Improving risk management comes from optimizing products, which starts at the supply chain. The majority of businesses, especially supplier companies are either directly or indirectly vulnerable to natural disasters, climate change, water security, or even non-environmental, unsustainable practices such as poor labor conditions, civil conflicts, wage inequity, etc. that can disrupt the supply chain. In a survey of 8,000 supplier companies that reported their personal risks to climate change, 72% stated operations, revenue, and social risks were all factors that could be severely affected by climate change. 

Financial Performance

Environmental, social, and governance (ESG) sustainability operational efficiencies can lead to significant cost reductions and create social cohesion within a company. Internally, improving operational efficiencies and management of natural resources can lead to upwards of 80% in returns. For example, by investing 2 billion dollars in resource consulting, Dow has saved an estimated 10 billion dollars in energy efficiency and waste/wastewater consumption during manufacturing.  

During the 2008 recession, companies that committed to sustainable practices were the most successful. Sustainable companies, especially in the energy sector, are the most stable in recessionary environments. Companies that cut environmental initiatives and other sustainable practices are frequently among the first to declare bankruptcy within the recession period (as a matter of notable correlation). While ESG investing has been a growing conversation, there are still nuisances even among the most sustainable companies. Of the three components of ESG (environmental, social, governmental), companies usually succeed in only one aspect, if any. Oil companies still extract millions of gallons of oil, but serve as impressive outlines for corporate sustainability or sustainable practices within their company (aside from the supply chain obviously), or travel companies that promote social equity but merely encourage their customers to be more environmentally sustainable. Sustainability during times of recession is a strategic imperative, seeing that companies focused on sustainable development on average lasted more often and recovered faster from the recession than unsustainable companies.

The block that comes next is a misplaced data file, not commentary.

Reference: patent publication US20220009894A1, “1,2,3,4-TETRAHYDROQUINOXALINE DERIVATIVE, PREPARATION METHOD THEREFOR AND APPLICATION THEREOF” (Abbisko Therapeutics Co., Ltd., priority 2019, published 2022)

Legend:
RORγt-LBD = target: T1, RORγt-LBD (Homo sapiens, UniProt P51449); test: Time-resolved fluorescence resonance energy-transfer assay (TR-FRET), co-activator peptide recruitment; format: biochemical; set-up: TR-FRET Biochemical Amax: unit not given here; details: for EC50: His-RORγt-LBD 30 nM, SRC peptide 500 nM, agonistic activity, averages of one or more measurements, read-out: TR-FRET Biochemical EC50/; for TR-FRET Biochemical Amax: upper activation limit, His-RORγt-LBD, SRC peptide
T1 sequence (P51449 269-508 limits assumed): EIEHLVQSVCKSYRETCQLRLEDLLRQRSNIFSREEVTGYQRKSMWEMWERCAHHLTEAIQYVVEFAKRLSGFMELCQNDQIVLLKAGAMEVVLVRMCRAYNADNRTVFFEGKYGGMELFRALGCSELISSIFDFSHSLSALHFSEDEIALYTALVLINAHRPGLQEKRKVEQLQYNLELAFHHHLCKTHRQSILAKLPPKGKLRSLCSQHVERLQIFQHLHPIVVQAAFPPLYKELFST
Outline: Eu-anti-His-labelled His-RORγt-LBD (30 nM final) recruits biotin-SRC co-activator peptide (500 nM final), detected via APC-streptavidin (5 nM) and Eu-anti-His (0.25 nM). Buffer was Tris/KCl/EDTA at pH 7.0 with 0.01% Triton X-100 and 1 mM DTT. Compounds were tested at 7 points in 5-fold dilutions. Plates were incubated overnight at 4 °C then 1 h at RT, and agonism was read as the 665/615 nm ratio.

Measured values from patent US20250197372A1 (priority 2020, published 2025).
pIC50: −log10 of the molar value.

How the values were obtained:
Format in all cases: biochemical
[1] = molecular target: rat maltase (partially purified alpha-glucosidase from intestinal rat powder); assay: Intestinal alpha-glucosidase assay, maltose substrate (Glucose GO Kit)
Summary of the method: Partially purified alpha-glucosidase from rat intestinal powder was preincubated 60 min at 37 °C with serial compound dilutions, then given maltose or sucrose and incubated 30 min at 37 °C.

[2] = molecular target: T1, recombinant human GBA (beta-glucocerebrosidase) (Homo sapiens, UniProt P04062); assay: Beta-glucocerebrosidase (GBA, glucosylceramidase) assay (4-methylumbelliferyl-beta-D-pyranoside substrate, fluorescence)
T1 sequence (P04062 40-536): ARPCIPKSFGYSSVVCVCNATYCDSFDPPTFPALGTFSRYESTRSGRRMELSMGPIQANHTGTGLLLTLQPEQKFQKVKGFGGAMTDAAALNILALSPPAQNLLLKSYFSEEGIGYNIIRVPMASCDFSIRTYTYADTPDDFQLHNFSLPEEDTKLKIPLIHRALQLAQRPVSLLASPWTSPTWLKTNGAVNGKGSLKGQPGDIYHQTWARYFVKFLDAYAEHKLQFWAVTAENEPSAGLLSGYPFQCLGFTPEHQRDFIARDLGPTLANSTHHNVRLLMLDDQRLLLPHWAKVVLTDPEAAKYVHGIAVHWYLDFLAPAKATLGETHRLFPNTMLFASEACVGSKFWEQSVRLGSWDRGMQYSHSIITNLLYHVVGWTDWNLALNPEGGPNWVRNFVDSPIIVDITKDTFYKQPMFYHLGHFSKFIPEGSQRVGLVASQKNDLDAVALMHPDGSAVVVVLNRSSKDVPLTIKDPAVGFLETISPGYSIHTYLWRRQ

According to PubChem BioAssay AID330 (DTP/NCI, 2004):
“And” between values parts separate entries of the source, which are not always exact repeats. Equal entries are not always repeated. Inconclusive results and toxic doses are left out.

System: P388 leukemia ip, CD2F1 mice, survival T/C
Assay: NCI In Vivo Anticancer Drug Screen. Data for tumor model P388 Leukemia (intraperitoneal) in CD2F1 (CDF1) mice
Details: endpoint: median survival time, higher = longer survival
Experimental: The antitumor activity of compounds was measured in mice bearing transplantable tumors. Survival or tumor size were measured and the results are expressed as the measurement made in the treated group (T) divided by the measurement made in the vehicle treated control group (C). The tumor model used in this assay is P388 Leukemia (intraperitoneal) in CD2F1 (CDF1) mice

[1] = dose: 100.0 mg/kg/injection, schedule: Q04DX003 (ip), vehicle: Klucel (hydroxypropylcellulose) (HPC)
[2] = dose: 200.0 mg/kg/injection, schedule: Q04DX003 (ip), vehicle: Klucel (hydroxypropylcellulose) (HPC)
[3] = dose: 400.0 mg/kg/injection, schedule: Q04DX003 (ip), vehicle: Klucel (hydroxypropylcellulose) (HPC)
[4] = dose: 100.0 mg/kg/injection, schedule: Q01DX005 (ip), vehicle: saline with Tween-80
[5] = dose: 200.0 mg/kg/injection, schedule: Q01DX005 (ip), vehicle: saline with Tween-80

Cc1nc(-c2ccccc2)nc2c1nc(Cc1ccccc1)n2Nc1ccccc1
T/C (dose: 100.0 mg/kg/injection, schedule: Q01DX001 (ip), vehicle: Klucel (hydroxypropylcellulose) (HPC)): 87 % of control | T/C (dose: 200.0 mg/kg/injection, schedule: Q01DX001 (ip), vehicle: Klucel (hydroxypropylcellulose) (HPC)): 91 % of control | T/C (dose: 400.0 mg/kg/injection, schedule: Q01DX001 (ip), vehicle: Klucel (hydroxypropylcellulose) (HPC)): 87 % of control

Company Appeal

Sustainability is a good look for any company to customers, suppliers, and especially talent. 73% of consumers between the ages of 14-25 prefer to spend on sustainable products. Also, among the employable Generation Z, 49% said they make career choices based largely upon their personal ethics (most of which align with sustainable development). 44% of millennials claimed the same thing. 

Employees who chose a company based on sustainability ethics also perform better once at the company. Likewise, once a company integrates sustainability initiatives and inclusive culture, they tend to see a rise in productivity by at least 22%. The same study shows that there is a 27% higher profitability for companies that integrate sustainability. 

Public incentives 

Tax credits, subsidized loans, cash grants, rebates, and other public incentives for clean production and consumption provide everyone the opportunity to transition into sustainable development initiatives and permanently refute previous economic theories by solidifying them at every business level. These incentives will provide the groundwork for a circular economy (a system where markets incentivize reusing products and ingredients). Governments have always done this to promote practices they deem universally beneficial. Instances of this incentivization have included home ownership in the form of insured mortgages, income tax deductions on the property, improving interest rates during the nuclear family era and on, or creating the need for automobile purchases by developing roads and highways in between communities. The strategy of providing public incentives for mass transition is based on virtually every case study there is on the subject, especially concerning the industry.  Although not every public incentive is created equally, the strategy for a green economy must involve meticulous planning that follows equity metrics and is based on environmental justice. The majority of federal legislation that focused on green infrastructure in the last two years noted that most of the subsidies will go to low-income POC communities. While public incentive is beneficial, building new economies from infrastructure and business remodeling requires constant public investment, meaning the ideals of a green economy have to change just as much as business practice does. It is articles such as this one that provide the soft power transition to accelerate change—change that you, yourself, can support by working for sustainable companies, reinvesting in your community, or practicing sustainability in any way that you can.